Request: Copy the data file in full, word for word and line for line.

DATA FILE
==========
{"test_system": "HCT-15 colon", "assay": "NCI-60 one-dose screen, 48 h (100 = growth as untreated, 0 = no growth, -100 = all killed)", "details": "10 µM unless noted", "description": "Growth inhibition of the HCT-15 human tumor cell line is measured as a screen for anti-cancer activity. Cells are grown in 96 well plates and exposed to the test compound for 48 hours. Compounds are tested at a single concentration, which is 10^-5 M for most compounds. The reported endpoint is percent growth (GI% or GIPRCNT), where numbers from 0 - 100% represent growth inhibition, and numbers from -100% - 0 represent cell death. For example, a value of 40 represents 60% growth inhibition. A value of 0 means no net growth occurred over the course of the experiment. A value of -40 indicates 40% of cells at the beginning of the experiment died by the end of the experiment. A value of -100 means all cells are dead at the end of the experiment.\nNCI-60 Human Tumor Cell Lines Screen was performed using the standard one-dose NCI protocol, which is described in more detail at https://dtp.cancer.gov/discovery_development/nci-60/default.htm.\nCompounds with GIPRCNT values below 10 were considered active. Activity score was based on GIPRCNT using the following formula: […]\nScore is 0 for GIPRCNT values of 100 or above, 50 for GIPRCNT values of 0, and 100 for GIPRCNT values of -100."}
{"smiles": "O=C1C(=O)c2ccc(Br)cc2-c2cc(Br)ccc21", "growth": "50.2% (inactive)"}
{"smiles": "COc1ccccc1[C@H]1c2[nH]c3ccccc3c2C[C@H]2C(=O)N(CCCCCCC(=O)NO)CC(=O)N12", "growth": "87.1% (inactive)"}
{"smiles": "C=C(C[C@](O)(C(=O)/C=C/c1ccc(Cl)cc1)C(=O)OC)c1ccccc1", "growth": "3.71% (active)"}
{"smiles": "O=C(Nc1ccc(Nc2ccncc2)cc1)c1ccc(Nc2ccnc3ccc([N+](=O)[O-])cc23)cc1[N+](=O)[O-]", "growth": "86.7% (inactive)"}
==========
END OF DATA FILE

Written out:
{"test_system": "HCT-15 colon", "assay": "NCI-60 one-dose screen, 48 h (100 = growth as untreated, 0 = no growth, -100 = all killed)", "details": "10 µM unless noted", "description": "Growth inhibition of the HCT-15 human tumor cell line is measured as a screen for anti-cancer activity. Cells are grown in 96 well plates and exposed to the test compound for 48 hours. Compounds are tested at a single concentration, which is 10^-5 M for most compounds. The reported endpoint is percent growth (GI% or GIPRCNT), where numbers from 0 - 100% represent growth inhibition, and numbers from -100% - 0 represent cell death. For example, a value of 40 represents 60% growth inhibition. A value of 0 means no net growth occurred over the course of the experiment. A value of -40 indicates 40% of cells at the beginning of the experiment died by the end of the experiment. A value of -100 means all cells are dead at the end of the experiment.\nNCI-60 Human Tumor Cell Lines Screen was performed using the standard one-dose NCI protocol, which is described in more detail at https://dtp.cancer.gov/discovery_development/nci-60/default.htm.\nCompounds with GIPRCNT values below 10 were considered active. Activity score was based on GIPRCNT using the following formula: […]\nScore is 0 for GIPRCNT values of 100 or above, 50 for GIPRCNT values of 0, and 100 for GIPRCNT values of -100."}
{"smiles": "O=C1C(=O)c2ccc(Br)cc2-c2cc(Br)ccc21", "growth": "50.2% (inactive)"}
{"smiles": "COc1ccccc1[C@H]1c2[nH]c3ccccc3c2C[C@H]2C(=O)N(CCCCCCC(=O)NO)CC(=O)N12", "growth": "87.1% (inactive)"}
{"smiles": "C=C(C[C@](O)(C(=O)/C=C/c1ccc(Cl)cc1)C(=O)OC)c1ccccc1", "growth": "3.71% (active)"}
{"smiles": "O=C(Nc1ccc(Nc2ccncc2)cc1)c1ccc(Nc2ccnc3ccc([N+](=O)[O-])cc23)cc1[N+](=O)[O-]", "growth": "86.7% (inactive)"}